Excalibur Shadow Zone 2-4x32mm Crossbow Scope Review
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- Clear, crisp target image
- Unparalleled light transmission
- Very easy to sight in
- No rings included
Welcome to my review of the Excalibur Shadow Zone Crossbow Scope. Like the Excalibur Varizone, this scope is designed for crossbows shooting between 250 and 350 FPS, with an easy-to-use calibration ring to match the scope to your particular crossbow’s velocity. Does the scope live up to Excalibur’s name, though? Read on and find out!
What Are the Dimensions of the Crossbow Scope?
The Excalibur Shadow Zone scope weighs 7.2 ounces, and is a little less than 13 inches long. It fits perfectly inside my crossbow case, even when it’s mounted on my crossbow.
What’s the Magnification on the Excalibur Shadow Zone Crossbow Scope ?
The Shadow Zone has a 32mm objective lens, and zoom capabilities from 2X to 4X. This is not a high-powered scope, but it is perfect for hunting deer out as far as 60 yards. The scope is parallax-free at 30 yards, with very little parallax beyond 50 yards. The resolution and clarity is outstanding at all zoom levels.
How Good Are the Optics on the Excalibur Shadow Zone Crossbow Scope?
The optics on the Shadow Zone are fully multi-coated for resistance to glare, reflection, and water repellence. The scope has a multi-range crosshair reticle with aiming points for 20, 30, 40, and 50 yard shooting.
The image resolution through this scope is fantastic, with crisp and clear images and plenty of contrast at all magnifications. You’ll find spotting deer with this scope easy, even when the deer are laying low in the tall grass, and the scope performs flawlessly in almost all circumstances.
The reticles on the Shadow Zone scope are not only designed to help lead a walking deer, but they are also illuminated. The illumination is available in either red or green, with 5 illumination brightness settings for each color. The brightness settings are perfect for all lighting conditions, making this scope one of the nicest to use in low light conditions I’ve ever seen.
How Much Light Can the Scope Gather?
Light gathering capabilities through the 32mm objective lens are unparalleled for this class of crossbow scope. Like with the Varizone, the scope gathers as much as 92% of the available light, according to my ballpark estimate and comparison with other, more expensive scopes, and picks out details in the early dawn hours that those other, more expensive scopes fail to discern. I’ve used this scope on several successful hunts during the 30 minutes before dawn, and would trust this scope in all lighting conditions–even at night!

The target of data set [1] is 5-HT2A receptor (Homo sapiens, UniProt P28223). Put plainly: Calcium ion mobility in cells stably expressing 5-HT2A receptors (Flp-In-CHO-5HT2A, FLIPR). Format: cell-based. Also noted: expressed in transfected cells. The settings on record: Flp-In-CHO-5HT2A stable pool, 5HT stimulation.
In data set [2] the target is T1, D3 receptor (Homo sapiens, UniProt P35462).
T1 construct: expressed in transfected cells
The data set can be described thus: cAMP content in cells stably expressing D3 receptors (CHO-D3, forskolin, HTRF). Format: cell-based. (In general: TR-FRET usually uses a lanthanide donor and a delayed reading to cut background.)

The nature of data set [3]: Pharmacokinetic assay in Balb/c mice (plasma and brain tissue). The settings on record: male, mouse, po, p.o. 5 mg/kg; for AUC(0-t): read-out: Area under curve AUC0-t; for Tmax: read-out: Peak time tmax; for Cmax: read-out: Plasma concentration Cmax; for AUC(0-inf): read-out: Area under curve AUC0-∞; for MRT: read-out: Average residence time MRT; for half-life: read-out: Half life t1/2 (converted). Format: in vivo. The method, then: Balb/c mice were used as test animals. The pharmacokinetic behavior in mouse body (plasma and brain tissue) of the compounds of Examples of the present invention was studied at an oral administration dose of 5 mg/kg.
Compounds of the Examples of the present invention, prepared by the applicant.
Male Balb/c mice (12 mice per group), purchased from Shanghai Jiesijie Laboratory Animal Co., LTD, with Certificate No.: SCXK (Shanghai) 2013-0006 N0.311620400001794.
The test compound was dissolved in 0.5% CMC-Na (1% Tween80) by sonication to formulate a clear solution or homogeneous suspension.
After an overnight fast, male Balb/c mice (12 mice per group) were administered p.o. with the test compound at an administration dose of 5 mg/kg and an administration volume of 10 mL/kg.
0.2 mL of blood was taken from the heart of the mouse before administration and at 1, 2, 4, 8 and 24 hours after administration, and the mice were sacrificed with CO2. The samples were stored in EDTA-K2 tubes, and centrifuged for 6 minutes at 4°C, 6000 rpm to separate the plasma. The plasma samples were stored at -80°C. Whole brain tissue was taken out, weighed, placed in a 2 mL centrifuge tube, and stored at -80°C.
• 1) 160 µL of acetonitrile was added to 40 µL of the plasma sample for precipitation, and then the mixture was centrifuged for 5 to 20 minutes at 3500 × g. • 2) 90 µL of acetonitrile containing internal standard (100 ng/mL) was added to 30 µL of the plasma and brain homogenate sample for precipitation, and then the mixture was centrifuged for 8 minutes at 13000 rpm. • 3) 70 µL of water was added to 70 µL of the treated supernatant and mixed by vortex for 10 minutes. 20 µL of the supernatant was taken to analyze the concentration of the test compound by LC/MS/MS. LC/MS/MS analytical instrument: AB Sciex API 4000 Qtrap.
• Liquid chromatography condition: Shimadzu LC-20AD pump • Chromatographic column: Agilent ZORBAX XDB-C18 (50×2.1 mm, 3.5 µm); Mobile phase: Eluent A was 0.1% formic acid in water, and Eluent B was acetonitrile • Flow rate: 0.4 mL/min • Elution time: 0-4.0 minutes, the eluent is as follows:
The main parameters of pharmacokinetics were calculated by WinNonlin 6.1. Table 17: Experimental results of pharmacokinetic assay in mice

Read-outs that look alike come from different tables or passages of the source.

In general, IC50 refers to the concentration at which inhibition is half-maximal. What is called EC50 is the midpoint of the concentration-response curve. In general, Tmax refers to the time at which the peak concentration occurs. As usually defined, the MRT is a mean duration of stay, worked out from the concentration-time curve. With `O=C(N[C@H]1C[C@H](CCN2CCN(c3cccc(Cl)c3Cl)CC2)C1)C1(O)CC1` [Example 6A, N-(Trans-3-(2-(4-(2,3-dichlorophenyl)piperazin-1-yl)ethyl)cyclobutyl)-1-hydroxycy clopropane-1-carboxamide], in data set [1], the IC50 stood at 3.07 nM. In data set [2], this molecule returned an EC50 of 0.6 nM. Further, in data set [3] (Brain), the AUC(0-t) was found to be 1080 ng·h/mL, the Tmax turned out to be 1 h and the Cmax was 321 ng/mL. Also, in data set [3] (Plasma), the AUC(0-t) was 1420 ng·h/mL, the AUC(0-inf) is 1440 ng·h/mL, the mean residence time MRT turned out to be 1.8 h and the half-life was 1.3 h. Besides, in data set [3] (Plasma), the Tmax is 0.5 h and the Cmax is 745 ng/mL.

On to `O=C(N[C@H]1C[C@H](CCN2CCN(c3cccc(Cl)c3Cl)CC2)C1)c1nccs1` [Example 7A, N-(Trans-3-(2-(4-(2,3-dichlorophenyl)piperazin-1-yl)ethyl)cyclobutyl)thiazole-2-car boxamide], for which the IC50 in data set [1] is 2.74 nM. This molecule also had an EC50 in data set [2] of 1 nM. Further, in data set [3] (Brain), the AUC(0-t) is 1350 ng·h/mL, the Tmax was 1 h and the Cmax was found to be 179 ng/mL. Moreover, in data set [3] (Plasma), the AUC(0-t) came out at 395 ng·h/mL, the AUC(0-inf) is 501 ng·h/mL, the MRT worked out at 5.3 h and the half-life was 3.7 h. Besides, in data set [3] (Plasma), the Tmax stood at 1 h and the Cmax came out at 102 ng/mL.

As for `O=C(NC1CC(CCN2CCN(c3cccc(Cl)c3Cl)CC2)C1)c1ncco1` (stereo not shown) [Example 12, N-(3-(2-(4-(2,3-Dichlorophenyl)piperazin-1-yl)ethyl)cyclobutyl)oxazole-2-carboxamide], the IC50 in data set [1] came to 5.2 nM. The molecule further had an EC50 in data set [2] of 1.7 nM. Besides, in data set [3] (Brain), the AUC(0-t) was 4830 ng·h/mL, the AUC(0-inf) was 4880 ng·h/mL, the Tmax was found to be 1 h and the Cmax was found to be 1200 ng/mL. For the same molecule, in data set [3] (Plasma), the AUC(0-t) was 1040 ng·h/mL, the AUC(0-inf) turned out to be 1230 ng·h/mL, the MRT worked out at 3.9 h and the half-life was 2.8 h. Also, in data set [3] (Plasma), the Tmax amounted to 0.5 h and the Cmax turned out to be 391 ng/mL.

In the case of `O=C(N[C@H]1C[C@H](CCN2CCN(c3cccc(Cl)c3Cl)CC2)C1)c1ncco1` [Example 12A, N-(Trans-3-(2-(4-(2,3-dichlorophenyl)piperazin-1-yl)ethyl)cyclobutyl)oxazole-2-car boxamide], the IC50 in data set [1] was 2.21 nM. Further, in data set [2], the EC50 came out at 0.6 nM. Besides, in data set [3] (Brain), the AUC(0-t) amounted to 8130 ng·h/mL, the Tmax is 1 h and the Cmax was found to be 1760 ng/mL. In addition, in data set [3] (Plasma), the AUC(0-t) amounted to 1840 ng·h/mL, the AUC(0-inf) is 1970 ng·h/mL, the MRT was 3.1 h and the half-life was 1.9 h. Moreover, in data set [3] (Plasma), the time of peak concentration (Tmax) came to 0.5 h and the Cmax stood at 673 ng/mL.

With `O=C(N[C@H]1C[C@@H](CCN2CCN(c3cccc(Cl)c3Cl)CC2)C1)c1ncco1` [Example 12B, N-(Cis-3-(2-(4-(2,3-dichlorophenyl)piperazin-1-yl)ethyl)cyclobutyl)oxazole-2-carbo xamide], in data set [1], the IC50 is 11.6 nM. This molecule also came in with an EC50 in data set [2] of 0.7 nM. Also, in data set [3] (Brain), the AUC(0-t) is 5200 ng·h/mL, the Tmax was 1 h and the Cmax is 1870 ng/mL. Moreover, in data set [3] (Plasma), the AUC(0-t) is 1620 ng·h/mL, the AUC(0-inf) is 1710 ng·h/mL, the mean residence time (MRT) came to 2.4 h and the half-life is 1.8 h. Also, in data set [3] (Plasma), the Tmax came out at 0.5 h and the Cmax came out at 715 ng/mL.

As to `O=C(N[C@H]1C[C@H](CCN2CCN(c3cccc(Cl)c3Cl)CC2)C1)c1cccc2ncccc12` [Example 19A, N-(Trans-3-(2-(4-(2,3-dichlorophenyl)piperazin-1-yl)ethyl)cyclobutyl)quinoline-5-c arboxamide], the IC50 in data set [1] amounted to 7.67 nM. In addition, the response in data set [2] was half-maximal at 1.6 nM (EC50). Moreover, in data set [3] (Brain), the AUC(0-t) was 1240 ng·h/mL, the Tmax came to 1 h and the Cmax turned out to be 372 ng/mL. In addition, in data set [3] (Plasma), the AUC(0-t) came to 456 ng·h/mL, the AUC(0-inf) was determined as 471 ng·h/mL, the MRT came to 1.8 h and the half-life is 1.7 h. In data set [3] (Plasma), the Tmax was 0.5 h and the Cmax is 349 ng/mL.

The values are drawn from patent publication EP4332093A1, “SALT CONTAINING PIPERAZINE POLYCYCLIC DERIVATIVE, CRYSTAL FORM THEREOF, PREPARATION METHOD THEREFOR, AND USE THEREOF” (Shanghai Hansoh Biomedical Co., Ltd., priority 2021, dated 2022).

How Wide is the Field of View?
The Excalibur Shadow Zone has a field of view of approximately 46′ at 100 yards with 4X magnification, according to my ballpark estimates. I wish I could give you exact numbers, but Excalibur does not advertise the field of view on their scopes.
How Easy is the Scope to Mount?
You won’t get any rings in the package with the Shadow Zone scope, so you will need to make sure you have a set of 1″ rings on hand to mount the scope. Once you have those rings, you’ll find that you can have the scope mounted very quickly and easily. Then you just verify your field of view and eye relief before tightening the ring bolts, and head out to the range to sight in the scope.
How Easy is the Excalibur Shadow Zone Crossbow Scope to Sight In?
Excalibur makes scopes that are very easy to sight in. You should sight the scope in at 20 yards first, then confirm the velocity of your scope by shooting an arrow through a chronograph. Once you have your crossbow’s velocity, you can set the velocity ring to match your scope. The one drawback to this scope nowadays is that it is only compatible with scopes shooting between 250 and 350 FPS, so it won’t calibrate properly with newer, higher-speed crossbows.
How Durable is the Scope?
Excalibur produces the Shadow Zone chassis from aircraft-grade aluminum, seals the lenses with O-rings, nitrogen-charges the barrel, and fully multi-coats the optics. What this means is a scope that is shockproof, waterproof, and fogproof. It’s durable enough that I’ve dropped the scope several times without any harm done, even when my crossbow landed on top of the scope and one of my crossbow limbs snapped in half.